1. “Robert De Niro: Me & My Gay Dad.” The legendary actor shares the story of his father, an artist who struggled for recognition as the city changed around him.
“It’s been more than 20 years since Robert De Niro Sr.’s death from cancer, but his memory is fresh for his son, who has preserved his father’s final home and studio in New York City’s SoHo. Filled with books, paintbrushes, and hundreds of canvases, some of which he never finished, it looks like pop stepped away for a coffee and should be back to finish another still life before dinner. The loft remains a quiet shrine to an artist that few recognize, perhaps mistaking his figurative paintings for a late Matisse or another French master. ’It was the only way to keep his being, his existence alive,’ De Niro explains. ’To me, he was always a great artist.’”
2. “Between the Lines.” Nick Pinkerton on Anthology Film Archives’ Marcel Hanoun retro.
“A bridge between the New Wavers (Godard, Resnais) and the generation that followed (Eustache, Pialat, Garrel), Hanoun doesn’t strictly belonging to either—and his films dwell in neither/nor interstices. Like Une simple histoire, Carl Emmanuel Jung addresses one of Hanoun’s principle preoccupations, the dislocation between spoken language and what it represents—in the former case, the narration of the story which we see on-screen, in the latter, the dry recounting of atrocities that remain unseen. This, and other dialectics—subject and representation, reflected and reflection, performance and presence, black-and-white and color—are further explored in the quartet of seasonally-themed films that Hanoun completed between 1968 and 1972, films which represent the highest attainment of his art. These are works so richly ornamented with ideas, and so ripe with sensorial pleasure, that I can only hope to set down the basic facts about them here.”
3. “Favorite Hallucinations.” Did Chris Marker think history to be not only an infinite book but a sacred one?
“The problem with showing Marker in a museum is one of distraction, which is really a problem of time. Museum exhibitions of other filmmakers’ work—Jonas Mekas at the Serpentine Gallery in London in 2012–13, for instance, or Chantal Akerman at Bozar in Brussels in 2013—have suffered from the problem too, but I sensed it more poignantly at Whitechapel. Time—especially, to borrow a phrase from Marker’s 1982 masterpiece Sans soleil (Sunless), the inability to ’repair the web of time,’ and the anguish of being caught in it—is so much the essence of his art. Yet a museum demands that the contents of an exhibition be comprehended spatially, as part of an array in three dimensions. You can devote however much time you want to the works there, unlike a film, which must be followed at a pace set by its director. And then always, out of the corner of your eye, another moving image beckons your attention away from the one you’ve just started to watch. A black-box theater with comfortable seats is the best way to see most films; at home, something of the same concentration can be mustered. But while milling around in a museum? Not likely.”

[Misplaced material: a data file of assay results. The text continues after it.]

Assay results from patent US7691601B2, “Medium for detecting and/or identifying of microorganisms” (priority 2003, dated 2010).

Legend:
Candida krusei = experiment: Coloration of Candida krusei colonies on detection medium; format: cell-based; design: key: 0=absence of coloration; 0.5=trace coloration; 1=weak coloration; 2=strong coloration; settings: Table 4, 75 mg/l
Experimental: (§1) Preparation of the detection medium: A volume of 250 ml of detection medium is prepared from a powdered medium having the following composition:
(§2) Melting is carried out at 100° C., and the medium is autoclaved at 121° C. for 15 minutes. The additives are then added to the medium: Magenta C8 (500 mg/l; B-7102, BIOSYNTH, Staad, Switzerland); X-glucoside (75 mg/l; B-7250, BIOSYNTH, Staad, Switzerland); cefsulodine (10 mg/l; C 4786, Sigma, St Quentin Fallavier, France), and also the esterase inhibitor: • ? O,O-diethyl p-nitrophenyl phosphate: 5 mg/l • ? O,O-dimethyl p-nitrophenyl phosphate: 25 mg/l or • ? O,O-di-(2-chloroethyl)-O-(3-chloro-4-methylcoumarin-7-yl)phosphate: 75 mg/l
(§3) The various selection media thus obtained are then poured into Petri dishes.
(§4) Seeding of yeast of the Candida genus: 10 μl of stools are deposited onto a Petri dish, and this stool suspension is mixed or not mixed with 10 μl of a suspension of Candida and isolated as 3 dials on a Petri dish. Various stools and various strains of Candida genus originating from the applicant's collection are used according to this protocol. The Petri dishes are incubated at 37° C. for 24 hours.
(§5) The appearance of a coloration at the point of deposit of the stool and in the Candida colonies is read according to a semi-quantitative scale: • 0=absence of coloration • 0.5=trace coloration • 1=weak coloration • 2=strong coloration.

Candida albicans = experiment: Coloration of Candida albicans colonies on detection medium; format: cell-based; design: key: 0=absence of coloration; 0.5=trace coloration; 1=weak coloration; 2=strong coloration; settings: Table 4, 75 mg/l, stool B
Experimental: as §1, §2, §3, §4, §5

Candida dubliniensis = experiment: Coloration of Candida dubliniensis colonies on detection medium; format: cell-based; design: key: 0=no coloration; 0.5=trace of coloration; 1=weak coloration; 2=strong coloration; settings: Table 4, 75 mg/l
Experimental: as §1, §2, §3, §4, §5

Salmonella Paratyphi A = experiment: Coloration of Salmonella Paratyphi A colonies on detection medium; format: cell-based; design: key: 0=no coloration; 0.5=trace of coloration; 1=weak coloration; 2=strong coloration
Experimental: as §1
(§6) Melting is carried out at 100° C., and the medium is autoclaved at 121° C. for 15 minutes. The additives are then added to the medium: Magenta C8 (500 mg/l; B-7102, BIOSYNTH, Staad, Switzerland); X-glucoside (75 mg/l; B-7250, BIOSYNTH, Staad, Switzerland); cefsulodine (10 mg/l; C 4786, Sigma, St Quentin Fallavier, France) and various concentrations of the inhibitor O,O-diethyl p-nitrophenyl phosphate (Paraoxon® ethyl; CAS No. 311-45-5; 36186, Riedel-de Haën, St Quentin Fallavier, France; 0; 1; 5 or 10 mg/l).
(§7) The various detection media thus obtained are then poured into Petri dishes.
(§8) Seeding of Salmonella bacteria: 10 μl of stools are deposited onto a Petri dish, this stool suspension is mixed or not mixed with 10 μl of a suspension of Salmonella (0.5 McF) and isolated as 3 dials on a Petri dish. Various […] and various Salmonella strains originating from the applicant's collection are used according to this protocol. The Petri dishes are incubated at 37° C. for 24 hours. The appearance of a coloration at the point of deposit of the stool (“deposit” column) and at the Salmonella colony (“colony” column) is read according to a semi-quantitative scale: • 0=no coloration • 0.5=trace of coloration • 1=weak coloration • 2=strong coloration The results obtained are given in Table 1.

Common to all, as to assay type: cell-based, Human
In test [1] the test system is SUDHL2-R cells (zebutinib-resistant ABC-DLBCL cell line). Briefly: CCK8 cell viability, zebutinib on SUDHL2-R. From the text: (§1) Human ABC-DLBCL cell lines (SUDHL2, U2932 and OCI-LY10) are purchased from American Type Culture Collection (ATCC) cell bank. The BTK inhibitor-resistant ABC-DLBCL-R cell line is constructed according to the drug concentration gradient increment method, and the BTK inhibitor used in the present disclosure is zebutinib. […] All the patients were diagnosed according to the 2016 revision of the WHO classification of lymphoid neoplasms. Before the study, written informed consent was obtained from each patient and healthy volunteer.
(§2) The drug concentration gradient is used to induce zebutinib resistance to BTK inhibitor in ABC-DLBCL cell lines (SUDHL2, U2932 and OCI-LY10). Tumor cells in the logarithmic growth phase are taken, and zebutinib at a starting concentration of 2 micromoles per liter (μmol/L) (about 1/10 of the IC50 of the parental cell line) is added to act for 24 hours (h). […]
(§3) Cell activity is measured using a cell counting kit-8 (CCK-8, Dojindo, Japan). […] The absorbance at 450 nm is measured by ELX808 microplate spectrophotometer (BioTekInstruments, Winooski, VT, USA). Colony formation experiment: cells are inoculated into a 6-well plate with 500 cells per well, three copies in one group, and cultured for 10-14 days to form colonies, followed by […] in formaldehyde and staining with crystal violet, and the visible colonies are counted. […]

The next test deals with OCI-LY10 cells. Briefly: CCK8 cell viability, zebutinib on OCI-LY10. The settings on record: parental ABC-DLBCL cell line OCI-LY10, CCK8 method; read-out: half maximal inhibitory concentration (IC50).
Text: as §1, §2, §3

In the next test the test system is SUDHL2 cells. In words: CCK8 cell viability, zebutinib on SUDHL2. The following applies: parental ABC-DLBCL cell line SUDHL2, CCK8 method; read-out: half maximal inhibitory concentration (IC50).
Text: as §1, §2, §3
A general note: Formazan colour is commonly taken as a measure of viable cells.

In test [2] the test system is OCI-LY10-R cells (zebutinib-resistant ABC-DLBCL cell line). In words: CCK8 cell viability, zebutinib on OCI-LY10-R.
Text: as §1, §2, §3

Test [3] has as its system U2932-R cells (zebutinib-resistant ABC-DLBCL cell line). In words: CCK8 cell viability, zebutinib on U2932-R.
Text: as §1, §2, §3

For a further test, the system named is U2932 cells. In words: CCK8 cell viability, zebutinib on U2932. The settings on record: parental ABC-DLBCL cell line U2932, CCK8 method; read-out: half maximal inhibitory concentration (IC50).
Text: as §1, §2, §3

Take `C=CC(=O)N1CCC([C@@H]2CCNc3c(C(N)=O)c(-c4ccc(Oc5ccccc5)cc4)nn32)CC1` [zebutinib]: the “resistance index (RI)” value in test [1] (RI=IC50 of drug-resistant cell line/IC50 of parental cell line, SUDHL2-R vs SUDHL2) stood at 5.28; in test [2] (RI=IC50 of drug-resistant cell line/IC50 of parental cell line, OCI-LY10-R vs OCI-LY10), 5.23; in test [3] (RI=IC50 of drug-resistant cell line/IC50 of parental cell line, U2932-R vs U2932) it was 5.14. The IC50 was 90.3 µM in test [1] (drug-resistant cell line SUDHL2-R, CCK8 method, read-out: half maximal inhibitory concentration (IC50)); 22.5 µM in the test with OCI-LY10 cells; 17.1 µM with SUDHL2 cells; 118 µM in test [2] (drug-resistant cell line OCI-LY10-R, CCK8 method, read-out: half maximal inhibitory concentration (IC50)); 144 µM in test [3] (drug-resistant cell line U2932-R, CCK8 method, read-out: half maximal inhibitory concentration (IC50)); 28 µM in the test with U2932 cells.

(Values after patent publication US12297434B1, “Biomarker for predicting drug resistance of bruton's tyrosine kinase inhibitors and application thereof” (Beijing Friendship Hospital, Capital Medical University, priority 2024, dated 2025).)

4. “The Erasure of Maya Angelou’s Sex Work History.” There’s a readon why you don’t know the author once worked as a prostitute.
“It comes to this: there is no way, in the minds of most people, to have worked as a prostitute and not be ashamed of it. Most people believe there is no way to have held this job (and it is a job), move onto other things, and not consider it a ’seamy life’ or ’shameful secret.’ To most people, there is no way a woman of Maya Angelou’s caliber could ever have performed as a sex worker. The idea just won’t gel for them, but that doesn’t mean it’s not the truth. Maya Angelou: Poet Laureate, Pulitzer nominee, Tony Award winner, best selling author, poetess, winner of more than 50 honorary degrees, mother, sister, daughter, wife, National Medal of Arts winner, Presidential Medal of Freedom winner, consummate and powerful woman, artist, and former sex worker. Yes, the woman you love, the woman we all love, the incomparable Dr. Maya Angelou was a sex worker and she proved, in her life and her stories, that there’s nothing wrong with it.”
5. “The Tenacity of Youth in Abbas Kiarostami’s Early Cinema (with Godfrey Cheshire).” Part one of Hello Cinema’s conversation with the Kiarostami expert about the filmmaker’s early work.
“For this two-part episode of the podcast, we had the opportunity to interview American film critic Godfrey Cheshire about Abbas Kiarostami’s early cinema. Godfrey, who previously chaired the New York Film Critics Circle, has written for a range of publications including New York Press, The New York Times and The Village Voice. His work in the early 1990s was monumental in introducing Iranian cinema to Western audiences and popularizing directors like Kiarostami. Like us, Godfrey is a huge advocate of Kiarostami’s early output, the films he made with Kanun (The Institute for the Intellectual Development of Children and Young Adults) before his proliferative success in the 1990s.”
Video of the Day: Jon Benjamin voices HAL in 2001: A Space Odyssey:
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